Coast Guard gets heart healthy by removing artificial trans fats from menus

by Petty Officer 2nd Class Kip Wadlow)

PORTSMOUTH, Va. – The Coast Guard’s focus on increased heart health will begin Monday, Sept. 1, as the service stops the use of artificial trans fats, also known as partially hydrogenated oils in its dining facilities.

“(In order) to protect the long term health and operational readiness of our work force, the Coast Guard is adopting the evidence based recommendations by the American Heart Association and the Food and Drug Administration and applying them to (the) Coast Guard food service policy,” said Coast Guard Director of Health and Safety Rear Adm. Mark Tedesco.

The Coast Guard’s decision is based on information released in January 2006 by the FDA requiring that the artificial trans fat content be listed on the nutritional facts panel of packaged foods and the June 2006 AHA’s recommendation that a healthy dietary pattern and lifestyle to combat heart disease includes limiting trans-fat consumption to less than one percent of total calories, or two grams in a 2000 calorie diet.

The secondary goal of the Coast Guard’s new food service policy includes limiting the amount of fried foods served to Coast Guard members.

“Due to the high caloric content and low nutritional value of deep fried foods Coast Guard dining facility personnel are strongly encouraged to reduce the use of deep fat fryers in Coast Guard staffed dining facilities and to implement healthy cooking techniques to support the health of the Coast Guard work force,” said Tedesco.

The Coast Guard’s is changing its policy to help its workforce stay healthy while performing its Homeland Security and National Defense missions.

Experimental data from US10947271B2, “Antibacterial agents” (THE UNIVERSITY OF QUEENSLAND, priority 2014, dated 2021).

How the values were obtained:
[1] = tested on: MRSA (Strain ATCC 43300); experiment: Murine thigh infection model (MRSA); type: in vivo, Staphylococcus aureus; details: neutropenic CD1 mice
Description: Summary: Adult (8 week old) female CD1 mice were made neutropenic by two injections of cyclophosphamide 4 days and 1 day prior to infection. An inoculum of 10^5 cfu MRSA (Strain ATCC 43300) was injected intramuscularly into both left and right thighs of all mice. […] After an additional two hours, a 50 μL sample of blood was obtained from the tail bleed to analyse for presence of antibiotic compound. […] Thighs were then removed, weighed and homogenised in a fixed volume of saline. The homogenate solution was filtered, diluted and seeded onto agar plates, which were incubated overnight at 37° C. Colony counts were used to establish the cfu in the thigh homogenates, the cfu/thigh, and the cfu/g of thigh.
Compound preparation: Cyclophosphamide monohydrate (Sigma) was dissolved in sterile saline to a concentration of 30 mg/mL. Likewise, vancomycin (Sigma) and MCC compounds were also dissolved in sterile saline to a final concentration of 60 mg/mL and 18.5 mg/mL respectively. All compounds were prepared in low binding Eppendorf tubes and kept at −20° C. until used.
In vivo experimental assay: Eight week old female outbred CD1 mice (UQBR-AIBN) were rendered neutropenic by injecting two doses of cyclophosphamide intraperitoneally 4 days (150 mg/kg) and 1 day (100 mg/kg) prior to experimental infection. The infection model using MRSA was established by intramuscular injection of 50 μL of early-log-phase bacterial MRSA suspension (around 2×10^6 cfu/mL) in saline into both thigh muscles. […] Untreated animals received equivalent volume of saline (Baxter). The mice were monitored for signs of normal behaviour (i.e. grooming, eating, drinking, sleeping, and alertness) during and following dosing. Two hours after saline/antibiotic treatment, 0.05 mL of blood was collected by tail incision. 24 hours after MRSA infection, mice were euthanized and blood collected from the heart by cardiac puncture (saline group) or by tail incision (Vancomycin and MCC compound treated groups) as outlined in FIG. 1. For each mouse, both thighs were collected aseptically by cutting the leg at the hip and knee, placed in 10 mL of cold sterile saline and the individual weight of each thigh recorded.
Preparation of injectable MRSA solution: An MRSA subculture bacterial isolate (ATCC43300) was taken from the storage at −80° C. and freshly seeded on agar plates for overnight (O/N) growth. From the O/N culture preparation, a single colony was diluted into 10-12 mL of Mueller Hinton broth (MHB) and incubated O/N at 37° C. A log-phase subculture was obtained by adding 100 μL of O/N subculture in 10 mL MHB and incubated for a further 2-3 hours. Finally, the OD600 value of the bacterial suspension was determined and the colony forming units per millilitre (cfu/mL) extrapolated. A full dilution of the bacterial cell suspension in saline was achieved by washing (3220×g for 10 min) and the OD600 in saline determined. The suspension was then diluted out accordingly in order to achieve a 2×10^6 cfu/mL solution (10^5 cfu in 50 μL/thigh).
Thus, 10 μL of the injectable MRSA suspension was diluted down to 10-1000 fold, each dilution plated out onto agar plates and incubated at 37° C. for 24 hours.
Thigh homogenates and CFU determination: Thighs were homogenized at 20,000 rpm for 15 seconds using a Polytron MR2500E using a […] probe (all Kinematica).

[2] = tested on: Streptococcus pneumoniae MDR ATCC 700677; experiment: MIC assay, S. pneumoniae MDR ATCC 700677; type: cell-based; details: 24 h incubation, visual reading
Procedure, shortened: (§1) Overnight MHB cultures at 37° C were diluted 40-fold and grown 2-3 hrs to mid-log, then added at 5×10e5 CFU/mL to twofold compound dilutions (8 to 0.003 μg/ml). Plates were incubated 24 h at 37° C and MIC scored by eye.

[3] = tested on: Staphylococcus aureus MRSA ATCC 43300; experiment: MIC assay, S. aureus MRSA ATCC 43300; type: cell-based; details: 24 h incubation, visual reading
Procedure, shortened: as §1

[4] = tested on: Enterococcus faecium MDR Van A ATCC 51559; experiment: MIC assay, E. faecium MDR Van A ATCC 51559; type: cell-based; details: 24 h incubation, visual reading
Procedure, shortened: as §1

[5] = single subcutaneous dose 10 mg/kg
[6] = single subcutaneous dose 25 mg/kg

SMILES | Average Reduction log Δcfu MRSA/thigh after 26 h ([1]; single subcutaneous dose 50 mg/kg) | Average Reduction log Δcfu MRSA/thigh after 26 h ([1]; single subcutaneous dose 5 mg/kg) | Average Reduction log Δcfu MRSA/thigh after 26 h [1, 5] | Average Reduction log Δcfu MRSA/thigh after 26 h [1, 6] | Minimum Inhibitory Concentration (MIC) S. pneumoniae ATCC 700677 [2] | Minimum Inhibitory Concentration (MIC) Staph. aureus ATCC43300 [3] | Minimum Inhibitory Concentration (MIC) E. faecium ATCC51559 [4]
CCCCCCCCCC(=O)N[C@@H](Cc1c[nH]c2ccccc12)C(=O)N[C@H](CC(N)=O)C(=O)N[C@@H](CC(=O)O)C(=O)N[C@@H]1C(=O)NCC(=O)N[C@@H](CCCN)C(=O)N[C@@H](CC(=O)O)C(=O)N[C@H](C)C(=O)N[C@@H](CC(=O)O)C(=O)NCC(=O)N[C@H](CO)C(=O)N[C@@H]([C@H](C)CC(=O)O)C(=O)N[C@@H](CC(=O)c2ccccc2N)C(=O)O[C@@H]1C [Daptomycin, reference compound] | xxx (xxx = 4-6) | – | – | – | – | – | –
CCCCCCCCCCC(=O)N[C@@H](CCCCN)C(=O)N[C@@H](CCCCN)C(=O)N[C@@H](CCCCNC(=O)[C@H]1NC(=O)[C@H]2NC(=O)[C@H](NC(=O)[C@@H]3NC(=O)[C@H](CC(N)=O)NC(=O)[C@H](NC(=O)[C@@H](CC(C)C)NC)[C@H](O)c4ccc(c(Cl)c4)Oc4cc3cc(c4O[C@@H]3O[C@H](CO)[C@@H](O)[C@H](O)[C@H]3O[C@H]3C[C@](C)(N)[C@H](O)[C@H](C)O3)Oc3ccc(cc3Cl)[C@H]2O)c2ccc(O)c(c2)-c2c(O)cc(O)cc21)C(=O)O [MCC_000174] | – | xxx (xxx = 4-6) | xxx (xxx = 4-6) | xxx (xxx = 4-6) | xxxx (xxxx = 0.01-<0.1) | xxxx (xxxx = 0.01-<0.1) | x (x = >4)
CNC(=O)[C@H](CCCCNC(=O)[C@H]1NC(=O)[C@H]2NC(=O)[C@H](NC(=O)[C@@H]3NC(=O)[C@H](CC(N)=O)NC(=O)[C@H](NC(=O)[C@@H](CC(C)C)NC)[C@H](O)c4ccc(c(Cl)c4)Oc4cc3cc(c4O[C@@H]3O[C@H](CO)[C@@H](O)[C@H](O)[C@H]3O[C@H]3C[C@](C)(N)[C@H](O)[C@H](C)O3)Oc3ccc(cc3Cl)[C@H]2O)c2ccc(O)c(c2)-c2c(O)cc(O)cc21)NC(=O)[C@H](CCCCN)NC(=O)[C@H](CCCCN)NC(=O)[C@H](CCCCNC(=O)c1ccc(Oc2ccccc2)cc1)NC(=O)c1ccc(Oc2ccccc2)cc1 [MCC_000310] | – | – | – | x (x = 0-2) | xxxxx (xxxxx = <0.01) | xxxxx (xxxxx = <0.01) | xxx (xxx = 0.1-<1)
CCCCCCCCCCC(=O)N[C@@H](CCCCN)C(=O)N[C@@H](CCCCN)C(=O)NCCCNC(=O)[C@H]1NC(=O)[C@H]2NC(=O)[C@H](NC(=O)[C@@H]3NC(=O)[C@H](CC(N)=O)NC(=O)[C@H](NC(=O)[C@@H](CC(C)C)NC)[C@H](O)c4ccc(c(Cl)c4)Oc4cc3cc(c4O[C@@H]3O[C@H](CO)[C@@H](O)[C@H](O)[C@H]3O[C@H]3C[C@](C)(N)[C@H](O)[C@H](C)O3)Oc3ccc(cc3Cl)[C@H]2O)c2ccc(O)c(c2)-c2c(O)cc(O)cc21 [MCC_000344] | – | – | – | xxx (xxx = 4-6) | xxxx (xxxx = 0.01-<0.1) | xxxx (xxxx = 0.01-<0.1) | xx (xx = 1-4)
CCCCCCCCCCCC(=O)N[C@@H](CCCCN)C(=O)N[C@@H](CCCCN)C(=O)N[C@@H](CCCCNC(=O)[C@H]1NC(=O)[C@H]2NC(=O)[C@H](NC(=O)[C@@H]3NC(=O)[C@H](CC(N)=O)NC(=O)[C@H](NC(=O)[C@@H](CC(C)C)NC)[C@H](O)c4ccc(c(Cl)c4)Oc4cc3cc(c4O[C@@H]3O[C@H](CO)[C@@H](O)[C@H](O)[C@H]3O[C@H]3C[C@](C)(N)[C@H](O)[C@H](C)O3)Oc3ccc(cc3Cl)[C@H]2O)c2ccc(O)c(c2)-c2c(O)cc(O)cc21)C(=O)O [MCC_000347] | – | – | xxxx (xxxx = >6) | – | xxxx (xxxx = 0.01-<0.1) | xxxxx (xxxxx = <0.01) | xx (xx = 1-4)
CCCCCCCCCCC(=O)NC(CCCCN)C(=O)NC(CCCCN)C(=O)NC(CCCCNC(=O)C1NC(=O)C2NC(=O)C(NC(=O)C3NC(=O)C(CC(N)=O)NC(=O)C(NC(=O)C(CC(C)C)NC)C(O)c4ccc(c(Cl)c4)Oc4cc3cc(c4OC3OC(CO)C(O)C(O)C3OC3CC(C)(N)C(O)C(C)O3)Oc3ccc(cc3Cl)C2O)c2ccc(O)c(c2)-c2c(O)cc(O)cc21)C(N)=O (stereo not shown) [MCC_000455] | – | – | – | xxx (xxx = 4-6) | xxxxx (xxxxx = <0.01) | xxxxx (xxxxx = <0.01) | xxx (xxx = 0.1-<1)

“Why are we doing this organizationally? The science is clear, many studies have been conducted over the last decade or so, that look at health (and) fitness performance factors evidence shows without a doubt that the healthier, leaner, fitter person with a good attitude is by far the higher performing individual,” said Stephanie Zidek-Chandler of the Coast Guard Health Promotions Division.

To help meet these challenges the Coast Guard Health Promotions Division is working closely with the Coast Guard Food Service Specialists to develop and teach new, healthier cooking techniques and recipes to Coast Guard chefs in the field through specialized training courses.

“We want to take care of our people and that’s really the underlying philosophy. We want our folks to enjoy the benefits of their long careers. We want them to collect their retirement pay and all the benefits that come with serving the Coast Guard for decades,” said Zidek-Chandler.

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One Comment

  1. All well and good, but the kids from down south want their fried foods.